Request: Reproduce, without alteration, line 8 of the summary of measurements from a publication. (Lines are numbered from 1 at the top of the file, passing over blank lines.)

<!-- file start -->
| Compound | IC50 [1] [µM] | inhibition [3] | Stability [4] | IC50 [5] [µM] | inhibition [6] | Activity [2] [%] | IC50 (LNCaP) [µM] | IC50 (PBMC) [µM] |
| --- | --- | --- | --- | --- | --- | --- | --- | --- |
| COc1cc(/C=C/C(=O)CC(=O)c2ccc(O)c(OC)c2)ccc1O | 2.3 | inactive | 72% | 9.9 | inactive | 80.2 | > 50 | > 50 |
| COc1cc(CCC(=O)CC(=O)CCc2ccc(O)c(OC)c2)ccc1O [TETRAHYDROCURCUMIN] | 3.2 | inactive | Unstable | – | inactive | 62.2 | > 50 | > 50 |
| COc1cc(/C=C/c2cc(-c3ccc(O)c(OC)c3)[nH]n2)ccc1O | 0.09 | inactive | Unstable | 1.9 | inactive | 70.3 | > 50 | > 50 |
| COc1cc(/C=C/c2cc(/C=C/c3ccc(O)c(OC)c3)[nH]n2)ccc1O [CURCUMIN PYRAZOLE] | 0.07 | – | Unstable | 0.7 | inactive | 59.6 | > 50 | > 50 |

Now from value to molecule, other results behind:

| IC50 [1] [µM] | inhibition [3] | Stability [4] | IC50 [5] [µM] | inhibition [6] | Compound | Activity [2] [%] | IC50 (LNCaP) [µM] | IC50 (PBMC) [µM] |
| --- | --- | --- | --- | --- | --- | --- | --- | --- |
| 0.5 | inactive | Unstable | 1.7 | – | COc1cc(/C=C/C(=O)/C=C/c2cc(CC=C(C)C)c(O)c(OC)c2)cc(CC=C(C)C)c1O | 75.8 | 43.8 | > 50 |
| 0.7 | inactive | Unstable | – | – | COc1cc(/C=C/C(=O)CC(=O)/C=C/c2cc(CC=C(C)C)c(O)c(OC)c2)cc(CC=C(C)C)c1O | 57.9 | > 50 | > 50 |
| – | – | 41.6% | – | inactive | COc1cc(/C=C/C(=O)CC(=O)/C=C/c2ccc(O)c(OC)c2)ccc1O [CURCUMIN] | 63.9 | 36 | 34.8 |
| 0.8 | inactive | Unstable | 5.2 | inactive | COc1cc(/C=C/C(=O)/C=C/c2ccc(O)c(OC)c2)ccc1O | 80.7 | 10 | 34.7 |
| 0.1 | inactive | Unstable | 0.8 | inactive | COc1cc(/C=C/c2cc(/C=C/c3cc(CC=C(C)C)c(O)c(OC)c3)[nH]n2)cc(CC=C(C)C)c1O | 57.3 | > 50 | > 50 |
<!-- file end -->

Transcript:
| IC50 [1] [µM] | inhibition [3] | Stability [4] | IC50 [5] [µM] | inhibition [6] | Compound | Activity [2] [%] | IC50 (LNCaP) [µM] | IC50 (PBMC) [µM] |